Weight-Lifting Injuries on the Rise
More people are weight-lifting to gain muscle than ever before; women in particular are increasing their participation. According to the National Sporting Goods Association, 34.5 million Americans participated in weight training in 2009.
A study that was published in the April issue of The American Journal of Sports Medicine found that from 1990 to 2007, almost one million people visited the emergency room due to weight-lifting injuries. Worse, annual injuries increased more than 48 percent during that period. Incorrect weight training technique often leads to sprains, strains, fractures, and other painful injuries to connective tissue, muscle, and joint capsules.
Weight-Lifting Injury Statistics
- 82 percent of weight-lifting injuries happened to men.
- The annual number of injuries increased faster among women than men; 63 percent compared to 46 percent.
- Women’s injuries were more common in the feet and legs and were more likely to be fractures.
- Men’s injuries were more common in the trunk and hands and were more likely to be sprains and strains.
- Most weight-lifting injuries were caused by people dropping weights on themselves, crushing a body part between weights, or hitting themselves with the equipment.
- 90 percent of weight-lifting injuries occur while a person is using free weights rather than weight-lifting machines.
- Overexertion, muscle pulls, and loss of balance were responsible for about 14 percent of emergency room visits.
- Although only two percent of weight-lifting injuries resulted in hospitalization, there were 114 weight-lifting related deaths reported during this period.
Weight-Lifting Injury Prevention
- Complete a 5 to 10 minute warm-up with cardio and stretching before starting your weight-lifting session.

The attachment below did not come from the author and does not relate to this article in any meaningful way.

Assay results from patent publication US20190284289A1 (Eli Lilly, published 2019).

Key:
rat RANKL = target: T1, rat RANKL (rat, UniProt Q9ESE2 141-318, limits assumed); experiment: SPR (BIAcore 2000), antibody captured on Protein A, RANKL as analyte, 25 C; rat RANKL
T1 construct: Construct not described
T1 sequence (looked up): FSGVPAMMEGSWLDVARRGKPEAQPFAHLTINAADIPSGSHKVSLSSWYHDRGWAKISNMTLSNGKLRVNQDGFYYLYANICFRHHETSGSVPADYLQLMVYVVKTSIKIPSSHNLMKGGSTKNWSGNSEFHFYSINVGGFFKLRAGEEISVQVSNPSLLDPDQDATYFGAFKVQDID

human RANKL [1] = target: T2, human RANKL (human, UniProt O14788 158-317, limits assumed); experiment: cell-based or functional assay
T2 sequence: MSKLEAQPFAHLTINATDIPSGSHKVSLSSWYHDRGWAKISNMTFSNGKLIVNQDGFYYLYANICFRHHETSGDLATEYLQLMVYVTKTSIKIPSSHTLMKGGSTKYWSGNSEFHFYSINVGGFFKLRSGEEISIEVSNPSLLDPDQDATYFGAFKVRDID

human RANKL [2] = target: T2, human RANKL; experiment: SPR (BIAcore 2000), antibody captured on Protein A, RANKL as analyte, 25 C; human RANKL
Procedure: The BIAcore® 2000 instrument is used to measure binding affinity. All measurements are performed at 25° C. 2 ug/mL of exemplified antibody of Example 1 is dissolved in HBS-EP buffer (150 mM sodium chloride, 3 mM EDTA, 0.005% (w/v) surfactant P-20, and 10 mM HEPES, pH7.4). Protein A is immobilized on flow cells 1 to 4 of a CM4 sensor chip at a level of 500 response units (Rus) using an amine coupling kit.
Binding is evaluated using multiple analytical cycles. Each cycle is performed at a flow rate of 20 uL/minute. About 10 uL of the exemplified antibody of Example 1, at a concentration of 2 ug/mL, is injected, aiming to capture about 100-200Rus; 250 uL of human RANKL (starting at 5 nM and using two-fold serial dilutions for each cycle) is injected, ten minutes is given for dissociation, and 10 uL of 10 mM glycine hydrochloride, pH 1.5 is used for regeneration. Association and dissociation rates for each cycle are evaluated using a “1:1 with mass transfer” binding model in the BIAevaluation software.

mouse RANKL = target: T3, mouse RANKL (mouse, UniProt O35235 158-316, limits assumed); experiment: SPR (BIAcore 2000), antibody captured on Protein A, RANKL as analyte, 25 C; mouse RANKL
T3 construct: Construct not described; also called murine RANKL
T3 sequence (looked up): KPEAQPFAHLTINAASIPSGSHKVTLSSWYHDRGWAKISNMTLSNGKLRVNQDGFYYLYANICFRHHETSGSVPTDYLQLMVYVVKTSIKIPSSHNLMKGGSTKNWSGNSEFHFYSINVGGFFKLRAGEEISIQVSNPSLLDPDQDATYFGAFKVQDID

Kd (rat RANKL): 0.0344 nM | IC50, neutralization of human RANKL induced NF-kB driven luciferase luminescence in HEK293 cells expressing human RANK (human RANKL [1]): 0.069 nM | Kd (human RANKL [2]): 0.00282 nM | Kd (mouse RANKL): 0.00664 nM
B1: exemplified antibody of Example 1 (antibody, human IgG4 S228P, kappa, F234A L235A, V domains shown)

- The number one way to prevent a weight lifting injury is to lift with proper technique. When you are learning to lift weights it is advisable to hire a qualified personal trainer to help show you the motion and check your form.
- Complete a full range of motion in a slow, controlled manner when lifting weights.
- Start with weights that you can lift comfortably for 12 to 15 repetitions and increase the weight over time. Remember that even if you don’t feel that you have maxed out on weight your body will still be reaping the benefits.
- Don’t forget to breathe; breathe out as you lift the weight and in as your lower the weight.
- Aim to work on all the major muscles over the course of a week such as legs, chest, back and shoulders. Be sure to strengthen the opposing muscle in a balanced way such as biceps and triceps.
- Rest your muscles by breaking up muscle groups into different workouts. For example, working on arms and shoulders on Mondays, legs on Wednesdays and abdominals on Fridays.
- Don’t push past your limits. Completing one set of repetitions to the point of fatigue is enough to tone and gain muscle strength.
- If you experience a sharp pain while lifting, stop the exercise and try again with a lighter weight or in a few days.
- Wear running shoes with good traction to keep you from slipping.
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